Posted By: Michelle Kuehler /
Before you squish that bug, take a closer look. All insects may seem like pests but many insects can actually control the population of pests that would otherwise happily chow down on your garden. Some help to pollinate, others are predators of garden munching pests and some are parasites that use these pests as nurseries for their offspring. Making your garden open and inviting to these beneficial ‘pests’ can save your garden from disaster and remove the need for chemical insecticides.
Safety and Shelter
Try to avoid using pesticides in your garden. Pesticides aren’t targeted just to the pests that can destroy your garden; they will kill beneficial insects as well. Beneficial insects also need shelter from harsh winds, rain and their own predators such as birds and other bugs. Ground dwellers that like to munch on slugs and cutworms love to hide and burrow under mulch. Other beneficial insects prefer cover crops, flowerbeds and hedgerows of varying heights to hide under. Plant a plot just for your insect buddies or interspersed around your flower and vegetable gardens.
Water and Food
All living beings need water to survive. Keep beneficial insects happy and healthy by providing them with very small dishes of water, filled with rocks or sticks for them to perch on. Replenish water often to prevent mosquitos from breeding. If your insect friends have done a good job removing garden pests, they will also need another source of food. When pest populations are low, these insects will feed on pollen and nectar. Be sure to plant a good mix of small and tall plants that provide pollen and nectar. These plants will also attract them to your garden. Plant a variety of flowering plants to attract and provide nutrition for the greatest variety of beneficial insects, keeping them healthy and happy in your garden.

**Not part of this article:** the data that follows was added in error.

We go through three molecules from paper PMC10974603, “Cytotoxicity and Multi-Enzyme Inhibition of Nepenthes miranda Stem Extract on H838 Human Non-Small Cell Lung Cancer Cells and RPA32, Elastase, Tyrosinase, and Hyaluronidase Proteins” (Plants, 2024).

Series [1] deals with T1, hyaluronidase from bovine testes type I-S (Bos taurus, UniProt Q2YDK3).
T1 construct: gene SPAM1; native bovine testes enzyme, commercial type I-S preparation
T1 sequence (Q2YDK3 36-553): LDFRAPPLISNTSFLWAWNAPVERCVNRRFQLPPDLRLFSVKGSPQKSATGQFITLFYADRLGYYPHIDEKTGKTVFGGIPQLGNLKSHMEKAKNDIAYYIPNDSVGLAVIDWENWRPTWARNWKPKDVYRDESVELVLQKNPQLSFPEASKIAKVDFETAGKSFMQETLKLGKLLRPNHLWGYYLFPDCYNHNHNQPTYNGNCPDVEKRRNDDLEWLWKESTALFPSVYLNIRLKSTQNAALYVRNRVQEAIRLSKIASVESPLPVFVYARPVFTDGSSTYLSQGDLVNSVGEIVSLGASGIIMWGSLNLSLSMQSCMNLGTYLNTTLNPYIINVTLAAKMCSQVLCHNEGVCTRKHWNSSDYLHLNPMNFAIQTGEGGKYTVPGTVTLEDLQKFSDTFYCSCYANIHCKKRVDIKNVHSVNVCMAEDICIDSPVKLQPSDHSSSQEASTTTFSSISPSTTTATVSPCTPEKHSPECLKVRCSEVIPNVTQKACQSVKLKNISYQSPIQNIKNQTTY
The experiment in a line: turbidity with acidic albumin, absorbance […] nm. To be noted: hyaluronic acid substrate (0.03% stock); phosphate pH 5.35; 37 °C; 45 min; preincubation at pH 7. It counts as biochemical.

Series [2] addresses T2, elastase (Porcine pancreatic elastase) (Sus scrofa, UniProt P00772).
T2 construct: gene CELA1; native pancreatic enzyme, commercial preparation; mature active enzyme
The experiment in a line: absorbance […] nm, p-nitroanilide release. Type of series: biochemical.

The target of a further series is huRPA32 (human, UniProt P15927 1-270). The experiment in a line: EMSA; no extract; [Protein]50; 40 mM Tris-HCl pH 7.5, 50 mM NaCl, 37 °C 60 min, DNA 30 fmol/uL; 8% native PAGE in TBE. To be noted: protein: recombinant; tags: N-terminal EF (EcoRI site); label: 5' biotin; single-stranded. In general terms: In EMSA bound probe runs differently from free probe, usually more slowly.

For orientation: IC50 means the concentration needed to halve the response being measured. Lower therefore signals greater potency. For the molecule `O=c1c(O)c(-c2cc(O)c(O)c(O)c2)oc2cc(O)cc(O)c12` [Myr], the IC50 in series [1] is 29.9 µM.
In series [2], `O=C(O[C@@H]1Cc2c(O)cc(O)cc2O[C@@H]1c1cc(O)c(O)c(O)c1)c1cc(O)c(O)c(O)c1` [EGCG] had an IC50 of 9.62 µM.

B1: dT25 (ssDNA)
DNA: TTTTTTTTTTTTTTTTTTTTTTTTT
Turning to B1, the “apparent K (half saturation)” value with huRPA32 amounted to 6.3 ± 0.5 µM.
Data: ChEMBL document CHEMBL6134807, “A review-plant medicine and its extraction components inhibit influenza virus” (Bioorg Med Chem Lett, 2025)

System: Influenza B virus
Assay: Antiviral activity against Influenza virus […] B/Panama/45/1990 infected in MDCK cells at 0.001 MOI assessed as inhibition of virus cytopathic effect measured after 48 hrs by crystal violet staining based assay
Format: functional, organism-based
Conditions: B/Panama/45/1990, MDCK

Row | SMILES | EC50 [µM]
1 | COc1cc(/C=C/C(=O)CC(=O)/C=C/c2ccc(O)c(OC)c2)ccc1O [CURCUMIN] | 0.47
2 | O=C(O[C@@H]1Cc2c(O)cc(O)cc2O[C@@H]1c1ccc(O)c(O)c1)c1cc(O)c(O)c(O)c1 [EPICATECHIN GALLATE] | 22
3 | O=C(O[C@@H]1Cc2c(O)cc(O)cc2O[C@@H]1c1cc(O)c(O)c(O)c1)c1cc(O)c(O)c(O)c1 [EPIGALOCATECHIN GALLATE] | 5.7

Common Beneficial Insects
Praying Mantis: Praying mantises consume a wide variety of pests but are very susceptible to pesticides. Keep your garden free of pesticides and provide plants with thick stems and twigs for them to hide on.
Ladybugs: Ladybug adults and larvae feed on pests, their favorite treat being aphids. Pollen Producing plants and weeds such as snowdrop, crocus, strawberry, yarrow and dandelion can attract them to your garden.
Lacewings: Sometimes called aphid lions, lacewings and lacewing larvae will destroy a population of aphids, dining on mites, other small insects and insect eggs. Lacewings are attracted by the scent of aphid honeydew but can also be enticed by low growing herbs and weeds such as dill fennel and dandelion.
Assassin Bugs: Assassin bugs tend to prefer munching on soft-shelled bugs like caterpillars but a pack of Assassins can take down any pest. Assassin bugs are attracted by cover crops such as alfalfa.
Syrphid Flies: Syrphid flies look like bees and although they will help to pollinate your garden, they will also take care of maggot and aphid problems. These helpful guys love plants that provide plenty of pollen and nectar.
Ground Beetles: Ground beetles eat soil dwelling pests like slugs and snails. They love to burrow and work under mulch, rocks and perennial beds.